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Old 08-30-2011, 07:08 PM
"Michael D. Berger"
 
Default selinux & iptables

In setting up my new CentOS 6 laptop, I replaced
/etc/sysconfig/iptables with my own, very restrictive
version. I then tried to restart the iptables daemon,
but it reported that my new iptables was unreadable.
On a guess, I disabled selinux, and my problem was
solved. Later, I re-enabled selinux and on reboot, it
had to go through a very long setup procedure.

Is there something better I could have done when
replacing iptables, so that I would not have to
disable selinux?

Thanks for your help.
Mike.

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Old 08-30-2011, 07:10 PM
Daniel J Walsh
 
Default selinux & iptables

-----BEGIN PGP SIGNED MESSAGE-----
Hash: SHA1

On 08/30/2011 03:08 PM, Michael D. Berger wrote:
> In setting up my new CentOS 6 laptop, I replaced
> /etc/sysconfig/iptables with my own, very restrictive version. I
> then tried to restart the iptables daemon, but it reported that my
> new iptables was unreadable. On a guess, I disabled selinux, and my
> problem was solved. Later, I re-enabled selinux and on reboot, it
> had to go through a very long setup procedure.
>
> Is there something better I could have done when replacing
> iptables, so that I would not have to disable selinux?
>
> Thanks for your help. Mike.
>
> _______________________________________________ CentOS mailing
> list CentOS@centos.org
> http://lists.centos.org/mailman/listinfo/centos

Run restorecon on the files you changed.

restorecon -R -v /etc/sysconfig

Is all you probably needed.
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DwoAn2NTPyTykCcMpwwr9nfamgqgzifm
=PkaT
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Old 08-30-2011, 07:10 PM
 
Default selinux & iptables

Michael D. Berger wrote:
> In setting up my new CentOS 6 laptop, I replaced
> /etc/sysconfig/iptables with my own, very restrictive
> version. I then tried to restart the iptables daemon,
> but it reported that my new iptables was unreadable.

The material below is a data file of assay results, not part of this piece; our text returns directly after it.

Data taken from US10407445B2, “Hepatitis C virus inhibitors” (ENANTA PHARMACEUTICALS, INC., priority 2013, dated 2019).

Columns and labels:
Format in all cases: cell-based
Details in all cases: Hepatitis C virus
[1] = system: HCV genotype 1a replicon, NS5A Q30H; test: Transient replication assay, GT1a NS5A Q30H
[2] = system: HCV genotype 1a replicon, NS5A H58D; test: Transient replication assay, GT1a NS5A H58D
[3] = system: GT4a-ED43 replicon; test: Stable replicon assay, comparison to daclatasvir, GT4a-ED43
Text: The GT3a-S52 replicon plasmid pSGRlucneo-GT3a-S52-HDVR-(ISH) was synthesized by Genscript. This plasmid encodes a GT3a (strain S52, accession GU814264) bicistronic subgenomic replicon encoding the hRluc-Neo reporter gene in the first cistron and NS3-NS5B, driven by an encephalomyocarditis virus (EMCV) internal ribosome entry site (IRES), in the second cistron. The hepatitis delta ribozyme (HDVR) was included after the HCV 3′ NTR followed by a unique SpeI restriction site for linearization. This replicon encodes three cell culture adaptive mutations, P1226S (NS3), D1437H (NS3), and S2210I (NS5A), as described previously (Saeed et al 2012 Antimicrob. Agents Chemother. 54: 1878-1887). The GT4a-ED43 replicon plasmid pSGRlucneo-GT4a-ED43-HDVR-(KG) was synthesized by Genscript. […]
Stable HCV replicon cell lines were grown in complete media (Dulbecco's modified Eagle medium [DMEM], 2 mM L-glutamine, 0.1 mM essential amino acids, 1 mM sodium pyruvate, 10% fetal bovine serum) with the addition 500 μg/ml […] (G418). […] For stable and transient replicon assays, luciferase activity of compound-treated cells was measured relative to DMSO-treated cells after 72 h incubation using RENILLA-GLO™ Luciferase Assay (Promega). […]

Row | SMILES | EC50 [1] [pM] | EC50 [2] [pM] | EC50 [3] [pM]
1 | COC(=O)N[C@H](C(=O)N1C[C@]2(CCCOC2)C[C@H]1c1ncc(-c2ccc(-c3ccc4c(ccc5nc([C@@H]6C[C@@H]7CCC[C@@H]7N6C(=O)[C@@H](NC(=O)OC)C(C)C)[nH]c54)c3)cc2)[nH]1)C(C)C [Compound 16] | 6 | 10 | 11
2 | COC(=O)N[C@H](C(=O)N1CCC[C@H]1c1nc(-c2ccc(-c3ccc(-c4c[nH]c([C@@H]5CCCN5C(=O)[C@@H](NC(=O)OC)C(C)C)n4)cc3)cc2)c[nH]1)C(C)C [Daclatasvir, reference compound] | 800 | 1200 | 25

> On a guess, I disabled selinux, and my problem was
> solved. Later, I re-enabled selinux and on reboot, it
> had to go through a very long setup procedure.
>
> Is there something better I could have done when
> replacing iptables, so that I would not have to
> disable selinux?

ll -Z /etc/sysconfig/iptables.orig
Look at the results, then
chcon or semanage to change
/etc/sysconfig/iptables.michael to match.

mark "or disable selinux"

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Old 08-30-2011, 07:23 PM
Ned Slider
 
Default selinux & iptables

On 30/08/11 20:08, Michael D. Berger wrote:
> In setting up my new CentOS 6 laptop, I replaced
> /etc/sysconfig/iptables with my own, very restrictive
> version. I then tried to restart the iptables daemon,
> but it reported that my new iptables was unreadable.
> On a guess, I disabled selinux, and my problem was
> solved. Later, I re-enabled selinux and on reboot, it
> had to go through a very long setup procedure.
>

Rather than disabling, you can put SELinux in permissive mode to
troubleshoot. Permissive mode will warn but still allow all actions that
would otherwise be blocked in enforcing mode.

When you disable SELinux and then later re-enable it, the whole file
system will need to be relabeled at boot, and this is probably what took
the time on your system. Switching between permissive and enforcing
modes avoids this.

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Old 08-30-2011, 11:07 PM
Phil Savoie
 
Default selinux & iptables

On 08/30/2011 03:23 PM, Ned Slider wrote:
> On 30/08/11 20:08, Michael D. Berger wrote:
>> In setting up my new CentOS 6 laptop, I replaced
>> /etc/sysconfig/iptables with my own, very restrictive
>> version. I then tried to restart the iptables daemon,
>> but it reported that my new iptables was unreadable.
>> On a guess, I disabled selinux, and my problem was
>> solved. Later, I re-enabled selinux and on reboot, it
>> had to go through a very long setup procedure.

> Rather than disabling, you can put SELinux in permissive mode to
> troubleshoot. Permissive mode will warn but still allow all actions that
> would otherwise be blocked in enforcing mode.
>

Further to this, chcon --reference <originalfile> <newfile>, then test
with selinux back in enforcing mode.


> When you disable SELinux and then later re-enable it, the whole file
> system will need to be relabeled at boot, and this is probably what took
> the time on your system. Switching between permissive and enforcing
> modes avoids this.
>


Regards,

Phil
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